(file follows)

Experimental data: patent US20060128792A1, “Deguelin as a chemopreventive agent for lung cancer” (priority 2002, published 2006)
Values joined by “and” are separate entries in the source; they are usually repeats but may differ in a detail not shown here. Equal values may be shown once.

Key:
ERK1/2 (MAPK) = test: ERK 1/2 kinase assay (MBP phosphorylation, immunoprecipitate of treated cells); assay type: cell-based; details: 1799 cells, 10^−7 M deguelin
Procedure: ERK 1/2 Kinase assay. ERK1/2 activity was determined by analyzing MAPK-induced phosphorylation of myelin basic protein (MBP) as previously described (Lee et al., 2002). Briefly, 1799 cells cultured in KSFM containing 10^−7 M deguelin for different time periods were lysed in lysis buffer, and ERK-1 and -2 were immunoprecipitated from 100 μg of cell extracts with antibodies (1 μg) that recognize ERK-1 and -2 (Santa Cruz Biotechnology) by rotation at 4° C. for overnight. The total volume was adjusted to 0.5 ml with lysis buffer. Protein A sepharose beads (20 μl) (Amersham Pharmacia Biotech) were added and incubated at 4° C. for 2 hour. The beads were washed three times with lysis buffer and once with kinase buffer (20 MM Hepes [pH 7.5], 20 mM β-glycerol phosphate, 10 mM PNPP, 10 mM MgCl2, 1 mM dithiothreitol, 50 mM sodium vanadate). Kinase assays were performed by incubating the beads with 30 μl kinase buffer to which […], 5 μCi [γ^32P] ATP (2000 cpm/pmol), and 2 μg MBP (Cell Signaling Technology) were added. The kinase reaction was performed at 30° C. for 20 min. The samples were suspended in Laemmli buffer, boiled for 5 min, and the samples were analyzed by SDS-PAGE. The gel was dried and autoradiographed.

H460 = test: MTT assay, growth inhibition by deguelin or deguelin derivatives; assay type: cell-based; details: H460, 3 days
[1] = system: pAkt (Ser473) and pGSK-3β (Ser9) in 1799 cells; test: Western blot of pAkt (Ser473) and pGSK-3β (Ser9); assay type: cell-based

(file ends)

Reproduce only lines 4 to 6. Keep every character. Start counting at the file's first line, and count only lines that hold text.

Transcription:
ERK1/2 (MAPK) = test: ERK 1/2 kinase assay (MBP phosphorylation, immunoprecipitate of treated cells); assay type: cell-based; details: 1799 cells, 10^−7 M deguelin
Procedure: ERK 1/2 Kinase assay. ERK1/2 activity was determined by analyzing MAPK-induced phosphorylation of myelin basic protein (MBP) as previously described (Lee et al., 2002). Briefly, 1799 cells cultured in KSFM containing 10^−7 M deguelin for different time periods were lysed in lysis buffer, and ERK-1 and -2 were immunoprecipitated from 100 μg of cell extracts with antibodies (1 μg) that recognize ERK-1 and -2 (Santa Cruz Biotechnology) by rotation at 4° C. for overnight. The total volume was adjusted to 0.5 ml with lysis buffer. Protein A sepharose beads (20 μl) (Amersham Pharmacia Biotech) were added and incubated at 4° C. for 2 hour. The beads were washed three times with lysis buffer and once with kinase buffer (20 MM Hepes [pH 7.5], 20 mM β-glycerol phosphate, 10 mM PNPP, 10 mM MgCl2, 1 mM dithiothreitol, 50 mM sodium vanadate). Kinase assays were performed by incubating the beads with 30 μl kinase buffer to which […], 5 μCi [γ^32P] ATP (2000 cpm/pmol), and 2 μg MBP (Cell Signaling Technology) were added. The kinase reaction was performed at 30° C. for 20 min. The samples were suspended in Laemmli buffer, boiled for 5 min, and the samples were analyzed by SDS-PAGE. The gel was dried and autoradiographed.

H460 = test: MTT assay, growth inhibition by deguelin or deguelin derivatives; assay type: cell-based; details: H460, 3 days